As long as there are THIEVES that want to pirate Windows or other media, I think there will always be a plain and obvious justification for WGA/DRM programs. I only hope they were more efficient in catching the thieves than upsetting the lives of legitimate users.
Posted by TKang (1 comment )
Link Flag
This is blasphemy
that anyone would circumvent all the effort the great God Gates has gone thru for us.

For penence you must face the northwest, kneel, and bow your head 3 times a day for each day you prevented the Empire MS from protecting you.
Posted by wtortorici (102 comments )
Reply Link Flag
Windows (RootKit) Spyware
This is going to be my last Windows/Os in my & my family Pc's.
This is one of the worst Windows spyware Made by M$ Itself,This tool want to connect with Bill Gates MotherShip every time you start the Os.

Next time i will wait before i get my pc update on Fat Tuesday(2nd tuesday of Every Month or so)

i can disable this service but next time you wan't to upgrade the windows it make you start this service again???


After Sony this is next Worst Spyware out there by any company.
Posted by sunny7v (1 comment )
Reply Link Flag
so basically
Your family will suffer from the robbing of great software that their local school uses and local government pays for...so when your kids get made fun of because they are completely confused and disoriented because they don't have a Windows PC...they will be able to sit down and thank you.
Posted by imkain (66 comments )
Link Flag
New VISTA has special Spyware feature
One of the new features of MS Vista is the notion of a protected process. If you can get your hands on the approriate key to sign your application, you can force it to run in a special protected mode. The process cannot be stopped, it can hide itself from the process list, it can assume administrative privleges, and it can be made impossible to dump.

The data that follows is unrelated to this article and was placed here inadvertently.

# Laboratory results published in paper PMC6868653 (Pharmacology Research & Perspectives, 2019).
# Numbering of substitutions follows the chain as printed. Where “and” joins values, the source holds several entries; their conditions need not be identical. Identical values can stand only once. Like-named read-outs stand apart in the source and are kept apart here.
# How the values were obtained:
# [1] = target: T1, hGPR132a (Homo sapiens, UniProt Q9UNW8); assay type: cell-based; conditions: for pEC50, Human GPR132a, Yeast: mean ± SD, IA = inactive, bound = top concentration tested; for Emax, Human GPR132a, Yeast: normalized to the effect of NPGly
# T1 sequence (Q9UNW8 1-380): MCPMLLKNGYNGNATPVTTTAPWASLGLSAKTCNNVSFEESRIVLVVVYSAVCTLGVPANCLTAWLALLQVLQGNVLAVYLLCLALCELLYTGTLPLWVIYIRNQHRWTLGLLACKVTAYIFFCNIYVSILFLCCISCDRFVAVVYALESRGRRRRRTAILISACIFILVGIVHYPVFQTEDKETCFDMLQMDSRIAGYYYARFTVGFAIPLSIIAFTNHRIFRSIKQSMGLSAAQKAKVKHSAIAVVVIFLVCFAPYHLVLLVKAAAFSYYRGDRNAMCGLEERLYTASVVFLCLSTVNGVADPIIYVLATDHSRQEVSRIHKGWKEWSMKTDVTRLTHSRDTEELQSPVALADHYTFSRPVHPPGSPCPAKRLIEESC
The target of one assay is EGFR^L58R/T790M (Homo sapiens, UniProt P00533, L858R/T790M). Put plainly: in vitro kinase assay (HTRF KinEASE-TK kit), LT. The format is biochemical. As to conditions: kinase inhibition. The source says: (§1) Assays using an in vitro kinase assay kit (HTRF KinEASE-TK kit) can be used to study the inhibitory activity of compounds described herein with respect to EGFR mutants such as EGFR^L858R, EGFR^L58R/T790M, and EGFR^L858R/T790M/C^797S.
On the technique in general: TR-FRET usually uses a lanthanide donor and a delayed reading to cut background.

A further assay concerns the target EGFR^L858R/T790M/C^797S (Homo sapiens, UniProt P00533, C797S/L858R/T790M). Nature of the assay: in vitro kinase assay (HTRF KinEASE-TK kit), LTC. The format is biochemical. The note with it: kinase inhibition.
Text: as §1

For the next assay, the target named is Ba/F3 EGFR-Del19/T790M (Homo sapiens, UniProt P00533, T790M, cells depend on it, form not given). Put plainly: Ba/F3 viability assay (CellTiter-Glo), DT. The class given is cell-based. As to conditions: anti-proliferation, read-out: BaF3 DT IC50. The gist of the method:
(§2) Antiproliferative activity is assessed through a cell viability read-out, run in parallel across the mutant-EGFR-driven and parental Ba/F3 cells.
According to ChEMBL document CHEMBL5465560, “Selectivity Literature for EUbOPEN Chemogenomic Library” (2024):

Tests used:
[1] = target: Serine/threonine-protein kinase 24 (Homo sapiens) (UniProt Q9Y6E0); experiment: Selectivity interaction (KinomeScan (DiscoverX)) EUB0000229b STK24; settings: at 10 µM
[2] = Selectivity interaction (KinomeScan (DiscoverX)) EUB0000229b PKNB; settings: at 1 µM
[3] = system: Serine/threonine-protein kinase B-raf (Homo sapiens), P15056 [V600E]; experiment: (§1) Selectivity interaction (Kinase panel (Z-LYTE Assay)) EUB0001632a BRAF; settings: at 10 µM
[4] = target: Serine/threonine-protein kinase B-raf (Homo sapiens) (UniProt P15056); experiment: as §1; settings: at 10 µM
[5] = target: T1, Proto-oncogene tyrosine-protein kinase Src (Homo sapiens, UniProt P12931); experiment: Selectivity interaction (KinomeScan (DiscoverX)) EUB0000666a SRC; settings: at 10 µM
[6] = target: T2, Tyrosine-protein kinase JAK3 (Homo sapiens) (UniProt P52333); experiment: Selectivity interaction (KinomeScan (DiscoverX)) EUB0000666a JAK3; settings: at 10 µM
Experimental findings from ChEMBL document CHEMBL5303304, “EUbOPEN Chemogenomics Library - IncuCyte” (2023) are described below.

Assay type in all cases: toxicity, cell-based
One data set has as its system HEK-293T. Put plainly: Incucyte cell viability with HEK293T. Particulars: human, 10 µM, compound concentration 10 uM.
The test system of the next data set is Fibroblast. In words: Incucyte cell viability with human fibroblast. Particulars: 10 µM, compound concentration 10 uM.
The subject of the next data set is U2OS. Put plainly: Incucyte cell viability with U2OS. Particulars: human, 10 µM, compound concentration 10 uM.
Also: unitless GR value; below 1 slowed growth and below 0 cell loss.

It's an intentional security feature to secure some processes at the risk that a malevolent process will be authorized to run invisibly in a way guaranteed to be unstoppable and unremovable.
Posted by Zymurgist (397 comments )
Link Flag
day 27 WGA still doesnt work on my WMCE 2005 machine.
Yes its fully licensed legit OS and not a copy and
I still get the 299 error and over 5 VIP whoopdeedoo MVP microsoft techies gave me directions and I made sure each dirction was followed exactly and still WGA killed my ability to update my machine....

Windows update no longer works because of this.
And Microsoft calls this a benefit. FOR WHOM?!?!?!

WGA SUCKS!!!
Posted by inachu (963 comments )
Reply Link Flag
Captive audience...
Wail and cry you want to. It's not like you have a choice in the
matter. With 95% of the market Microsoft dictates the terms, not
the customer. You will authenticate and you will like it because MS
says so. End of debate.
Posted by lkrupp (1608 comments )
Reply Link Flag
End of the debate? Not hardly.
Just because Microsoft is the biggest kid on the block does not make the debate go away. It means it remains unresolved.

Under the "MS is the biggest kid on the block" mantle, I would suggest the following for thought. This is one definition for extortion as applied in California. Other states have similar descriptions, but they do vary on a state-by-state basis.

The important bit re: my part of this debate, is that numerous people have said you can't complain about something for which you GAVE CONSENT (via the WGAP pre-install agreement). I don't agree with that, and here's one reason why...The Hobbs Act.

"The Hobbs Act defines 'extortion' as "the obtaining of property from another, WITH HIS CONSENT, induced by wrongful use of actual or threatened force, violence, or fear, or under color of official right." 18 U.S.C. S 1951(b)."


Now, consider the following definitions interpreted within the scope of this act. Possible criminal extortion per interpretation of existing law?


"Property": personal information

"Fear": deny/withhold vital services or threat of exposure (in this case, as a thief, even when you are not)

"Official right": software license (modified after initial purchase of license)
Posted by jmagecko (32 comments )
Link Flag